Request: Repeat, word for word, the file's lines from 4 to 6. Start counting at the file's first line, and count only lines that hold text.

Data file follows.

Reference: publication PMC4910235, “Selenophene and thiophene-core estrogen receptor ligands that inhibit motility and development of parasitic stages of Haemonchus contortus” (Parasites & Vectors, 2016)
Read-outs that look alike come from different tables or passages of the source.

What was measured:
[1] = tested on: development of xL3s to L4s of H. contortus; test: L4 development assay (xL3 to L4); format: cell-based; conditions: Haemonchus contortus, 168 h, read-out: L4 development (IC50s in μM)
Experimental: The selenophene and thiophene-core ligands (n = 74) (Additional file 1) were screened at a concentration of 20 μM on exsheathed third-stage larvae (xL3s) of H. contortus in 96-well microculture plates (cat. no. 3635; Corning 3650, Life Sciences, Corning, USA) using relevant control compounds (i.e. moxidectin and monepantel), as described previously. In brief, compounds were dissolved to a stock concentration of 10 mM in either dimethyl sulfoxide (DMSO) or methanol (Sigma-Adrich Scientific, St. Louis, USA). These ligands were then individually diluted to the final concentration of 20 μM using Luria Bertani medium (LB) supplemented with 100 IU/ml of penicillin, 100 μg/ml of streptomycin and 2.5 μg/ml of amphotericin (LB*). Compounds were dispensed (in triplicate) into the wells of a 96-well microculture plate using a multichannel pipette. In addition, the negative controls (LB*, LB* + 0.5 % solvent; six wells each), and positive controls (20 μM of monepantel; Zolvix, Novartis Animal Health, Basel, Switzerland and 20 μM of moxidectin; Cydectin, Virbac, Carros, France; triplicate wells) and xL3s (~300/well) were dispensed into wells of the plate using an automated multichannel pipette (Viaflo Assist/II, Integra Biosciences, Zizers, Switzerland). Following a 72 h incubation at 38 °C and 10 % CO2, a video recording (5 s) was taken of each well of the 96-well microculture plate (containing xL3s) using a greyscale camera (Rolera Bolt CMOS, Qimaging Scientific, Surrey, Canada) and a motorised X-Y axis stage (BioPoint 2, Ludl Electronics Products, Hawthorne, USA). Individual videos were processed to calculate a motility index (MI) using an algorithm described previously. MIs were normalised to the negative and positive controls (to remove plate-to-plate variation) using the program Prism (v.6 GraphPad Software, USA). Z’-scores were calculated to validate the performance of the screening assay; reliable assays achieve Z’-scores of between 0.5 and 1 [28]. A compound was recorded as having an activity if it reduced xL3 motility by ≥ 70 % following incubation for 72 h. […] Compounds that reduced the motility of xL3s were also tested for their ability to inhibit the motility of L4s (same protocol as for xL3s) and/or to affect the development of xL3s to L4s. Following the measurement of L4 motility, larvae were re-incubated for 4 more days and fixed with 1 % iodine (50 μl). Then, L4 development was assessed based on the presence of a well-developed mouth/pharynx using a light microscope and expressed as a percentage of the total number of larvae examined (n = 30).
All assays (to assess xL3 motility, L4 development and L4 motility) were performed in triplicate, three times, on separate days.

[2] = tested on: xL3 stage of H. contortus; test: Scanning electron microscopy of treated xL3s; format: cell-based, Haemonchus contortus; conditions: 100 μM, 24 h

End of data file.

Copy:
[1] = tested on: development of xL3s to L4s of H. contortus; test: L4 development assay (xL3 to L4); format: cell-based; conditions: Haemonchus contortus, 168 h, read-out: L4 development (IC50s in μM)
Experimental: The selenophene and thiophene-core ligands (n = 74) (Additional file 1) were screened at a concentration of 20 μM on exsheathed third-stage larvae (xL3s) of H. contortus in 96-well microculture plates (cat. no. 3635; Corning 3650, Life Sciences, Corning, USA) using relevant control compounds (i.e. moxidectin and monepantel), as described previously. In brief, compounds were dissolved to a stock concentration of 10 mM in either dimethyl sulfoxide (DMSO) or methanol (Sigma-Adrich Scientific, St. Louis, USA). These ligands were then individually diluted to the final concentration of 20 μM using Luria Bertani medium (LB) supplemented with 100 IU/ml of penicillin, 100 μg/ml of streptomycin and 2.5 μg/ml of amphotericin (LB*). Compounds were dispensed (in triplicate) into the wells of a 96-well microculture plate using a multichannel pipette. In addition, the negative controls (LB*, LB* + 0.5 % solvent; six wells each), and positive controls (20 μM of monepantel; Zolvix, Novartis Animal Health, Basel, Switzerland and 20 μM of moxidectin; Cydectin, Virbac, Carros, France; triplicate wells) and xL3s (~300/well) were dispensed into wells of the plate using an automated multichannel pipette (Viaflo Assist/II, Integra Biosciences, Zizers, Switzerland). Following a 72 h incubation at 38 °C and 10 % CO2, a video recording (5 s) was taken of each well of the 96-well microculture plate (containing xL3s) using a greyscale camera (Rolera Bolt CMOS, Qimaging Scientific, Surrey, Canada) and a motorised X-Y axis stage (BioPoint 2, Ludl Electronics Products, Hawthorne, USA). Individual videos were processed to calculate a motility index (MI) using an algorithm described previously. MIs were normalised to the negative and positive controls (to remove plate-to-plate variation) using the program Prism (v.6 GraphPad Software, USA). Z’-scores were calculated to validate the performance of the screening assay; reliable assays achieve Z’-scores of between 0.5 and 1 [28]. A compound was recorded as having an activity if it reduced xL3 motility by ≥ 70 % following incubation for 72 h. […] Compounds that reduced the motility of xL3s were also tested for their ability to inhibit the motility of L4s (same protocol as for xL3s) and/or to affect the development of xL3s to L4s. Following the measurement of L4 motility, larvae were re-incubated for 4 more days and fixed with 1 % iodine (50 μl). Then, L4 development was assessed based on the presence of a well-developed mouth/pharynx using a light microscope and expressed as a percentage of the total number of larvae examined (n = 30).
All assays (to assess xL3 motility, L4 development and L4 motility) were performed in triplicate, three times, on separate days.